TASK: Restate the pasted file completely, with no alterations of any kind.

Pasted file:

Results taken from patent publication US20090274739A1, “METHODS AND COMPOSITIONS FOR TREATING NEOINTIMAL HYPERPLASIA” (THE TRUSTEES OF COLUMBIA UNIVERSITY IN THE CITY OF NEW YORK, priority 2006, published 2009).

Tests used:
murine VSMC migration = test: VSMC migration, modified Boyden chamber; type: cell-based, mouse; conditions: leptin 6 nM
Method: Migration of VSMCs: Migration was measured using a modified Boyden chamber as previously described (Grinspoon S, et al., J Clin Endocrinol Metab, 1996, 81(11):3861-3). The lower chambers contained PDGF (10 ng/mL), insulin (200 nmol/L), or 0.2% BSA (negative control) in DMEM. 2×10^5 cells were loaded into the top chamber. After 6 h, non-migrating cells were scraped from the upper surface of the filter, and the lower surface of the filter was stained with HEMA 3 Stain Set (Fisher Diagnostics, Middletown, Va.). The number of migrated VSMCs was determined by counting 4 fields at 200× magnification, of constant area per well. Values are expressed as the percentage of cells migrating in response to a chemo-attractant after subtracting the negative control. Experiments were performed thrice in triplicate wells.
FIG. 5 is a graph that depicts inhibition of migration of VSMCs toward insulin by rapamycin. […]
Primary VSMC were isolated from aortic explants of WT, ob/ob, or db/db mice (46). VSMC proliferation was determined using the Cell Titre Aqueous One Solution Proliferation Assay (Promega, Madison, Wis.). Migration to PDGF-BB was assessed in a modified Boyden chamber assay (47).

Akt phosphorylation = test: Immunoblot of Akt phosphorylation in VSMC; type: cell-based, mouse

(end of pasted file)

Results taken from patent publication US20090274739A1, “METHODS AND COMPOSITIONS FOR TREATING NEOINTIMAL HYPERPLASIA” (THE TRUSTEES OF COLUMBIA UNIVERSITY IN THE CITY OF NEW YORK, priority 2006, published 2009).

Tests used:
murine VSMC migration = test: VSMC migration, modified Boyden chamber; type: cell-based, mouse; conditions: leptin 6 nM
Method: Migration of VSMCs: Migration was measured using a modified Boyden chamber as previously described (Grinspoon S, et al., J Clin Endocrinol Metab, 1996, 81(11):3861-3). The lower chambers contained PDGF (10 ng/mL), insulin (200 nmol/L), or 0.2% BSA (negative control) in DMEM. 2×10^5 cells were loaded into the top chamber. After 6 h, non-migrating cells were scraped from the upper surface of the filter, and the lower surface of the filter was stained with HEMA 3 Stain Set (Fisher Diagnostics, Middletown, Va.). The number of migrated VSMCs was determined by counting 4 fields at 200× magnification, of constant area per well. Values are expressed as the percentage of cells migrating in response to a chemo-attractant after subtracting the negative control. Experiments were performed thrice in triplicate wells.
FIG. 5 is a graph that depicts inhibition of migration of VSMCs toward insulin by rapamycin. […]
Primary VSMC were isolated from aortic explants of WT, ob/ob, or db/db mice (46). VSMC proliferation was determined using the Cell Titre Aqueous One Solution Proliferation Assay (Promega, Madison, Wis.). Migration to PDGF-BB was assessed in a modified Boyden chamber assay (47).

Akt phosphorylation = test: Immunoblot of Akt phosphorylation in VSMC; type: cell-based, mouse